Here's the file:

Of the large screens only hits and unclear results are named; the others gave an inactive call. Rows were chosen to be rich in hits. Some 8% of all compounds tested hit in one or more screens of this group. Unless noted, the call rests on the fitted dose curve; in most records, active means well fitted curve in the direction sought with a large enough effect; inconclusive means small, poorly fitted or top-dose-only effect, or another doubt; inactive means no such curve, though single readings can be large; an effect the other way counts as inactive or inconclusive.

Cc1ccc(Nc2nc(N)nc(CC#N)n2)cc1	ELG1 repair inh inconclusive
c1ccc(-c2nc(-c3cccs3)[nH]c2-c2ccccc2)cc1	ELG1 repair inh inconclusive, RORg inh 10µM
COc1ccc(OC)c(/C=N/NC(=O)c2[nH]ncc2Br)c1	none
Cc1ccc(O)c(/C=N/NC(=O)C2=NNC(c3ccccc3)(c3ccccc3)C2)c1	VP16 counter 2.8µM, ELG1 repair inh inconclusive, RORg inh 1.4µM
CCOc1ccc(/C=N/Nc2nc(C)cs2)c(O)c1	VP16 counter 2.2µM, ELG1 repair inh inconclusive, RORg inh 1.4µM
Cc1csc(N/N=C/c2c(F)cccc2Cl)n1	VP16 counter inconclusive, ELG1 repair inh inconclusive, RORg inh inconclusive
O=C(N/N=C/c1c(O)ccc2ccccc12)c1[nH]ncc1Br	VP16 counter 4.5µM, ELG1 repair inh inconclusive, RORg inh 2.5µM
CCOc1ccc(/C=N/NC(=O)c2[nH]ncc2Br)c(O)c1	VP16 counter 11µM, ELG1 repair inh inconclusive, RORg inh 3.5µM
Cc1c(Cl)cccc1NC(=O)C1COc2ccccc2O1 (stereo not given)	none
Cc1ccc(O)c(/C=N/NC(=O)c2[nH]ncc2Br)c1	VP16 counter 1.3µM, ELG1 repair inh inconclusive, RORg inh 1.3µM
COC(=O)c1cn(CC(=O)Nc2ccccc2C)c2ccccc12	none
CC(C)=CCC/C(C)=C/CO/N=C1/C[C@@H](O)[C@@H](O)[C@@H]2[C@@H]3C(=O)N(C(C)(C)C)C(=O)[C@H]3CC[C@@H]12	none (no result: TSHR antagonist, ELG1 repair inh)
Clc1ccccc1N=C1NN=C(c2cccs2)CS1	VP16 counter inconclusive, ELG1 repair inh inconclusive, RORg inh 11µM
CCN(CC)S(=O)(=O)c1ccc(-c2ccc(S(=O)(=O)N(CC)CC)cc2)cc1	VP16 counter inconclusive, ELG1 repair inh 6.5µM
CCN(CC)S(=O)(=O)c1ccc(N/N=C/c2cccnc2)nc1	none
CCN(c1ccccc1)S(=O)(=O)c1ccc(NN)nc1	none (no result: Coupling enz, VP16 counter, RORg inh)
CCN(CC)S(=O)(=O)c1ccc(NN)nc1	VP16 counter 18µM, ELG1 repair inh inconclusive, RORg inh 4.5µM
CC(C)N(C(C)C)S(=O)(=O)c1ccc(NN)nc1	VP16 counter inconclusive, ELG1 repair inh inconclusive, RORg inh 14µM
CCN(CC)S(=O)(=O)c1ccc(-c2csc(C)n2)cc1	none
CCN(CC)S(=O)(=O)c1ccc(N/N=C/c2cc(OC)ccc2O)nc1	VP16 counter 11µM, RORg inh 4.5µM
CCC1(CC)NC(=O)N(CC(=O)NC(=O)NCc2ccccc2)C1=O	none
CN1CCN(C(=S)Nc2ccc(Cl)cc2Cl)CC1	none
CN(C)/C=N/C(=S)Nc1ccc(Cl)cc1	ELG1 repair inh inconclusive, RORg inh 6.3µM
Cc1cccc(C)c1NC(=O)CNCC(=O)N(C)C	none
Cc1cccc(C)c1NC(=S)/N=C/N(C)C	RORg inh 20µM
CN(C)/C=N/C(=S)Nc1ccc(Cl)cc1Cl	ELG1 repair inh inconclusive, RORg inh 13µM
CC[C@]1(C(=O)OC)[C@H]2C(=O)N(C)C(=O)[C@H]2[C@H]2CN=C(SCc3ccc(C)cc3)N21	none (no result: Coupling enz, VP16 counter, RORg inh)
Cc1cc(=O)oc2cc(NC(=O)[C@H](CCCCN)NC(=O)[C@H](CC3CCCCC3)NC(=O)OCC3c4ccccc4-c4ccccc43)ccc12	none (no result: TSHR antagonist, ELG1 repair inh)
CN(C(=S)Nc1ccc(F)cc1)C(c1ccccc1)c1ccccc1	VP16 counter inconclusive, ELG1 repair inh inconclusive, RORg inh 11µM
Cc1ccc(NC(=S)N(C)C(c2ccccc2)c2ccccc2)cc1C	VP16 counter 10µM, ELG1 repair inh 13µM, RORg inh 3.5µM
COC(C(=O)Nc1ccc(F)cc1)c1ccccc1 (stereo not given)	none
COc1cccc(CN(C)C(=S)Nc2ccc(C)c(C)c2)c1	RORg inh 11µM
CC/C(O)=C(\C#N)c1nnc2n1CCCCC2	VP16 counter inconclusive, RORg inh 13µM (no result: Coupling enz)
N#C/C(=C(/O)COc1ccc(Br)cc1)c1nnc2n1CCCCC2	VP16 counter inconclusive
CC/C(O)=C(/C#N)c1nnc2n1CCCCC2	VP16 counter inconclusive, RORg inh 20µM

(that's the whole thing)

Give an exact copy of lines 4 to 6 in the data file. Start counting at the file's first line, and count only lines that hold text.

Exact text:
COc1ccc(OC)c(/C=N/NC(=O)c2[nH]ncc2Br)c1	none
Cc1ccc(O)c(/C=N/NC(=O)C2=NNC(c3ccccc3)(c3ccccc3)C2)c1	VP16 counter 2.8µM, ELG1 repair inh inconclusive, RORg inh 1.4µM
CCOc1ccc(/C=N/Nc2nc(C)cs2)c(O)c1	VP16 counter 2.2µM, ELG1 repair inh inconclusive, RORg inh 1.4µM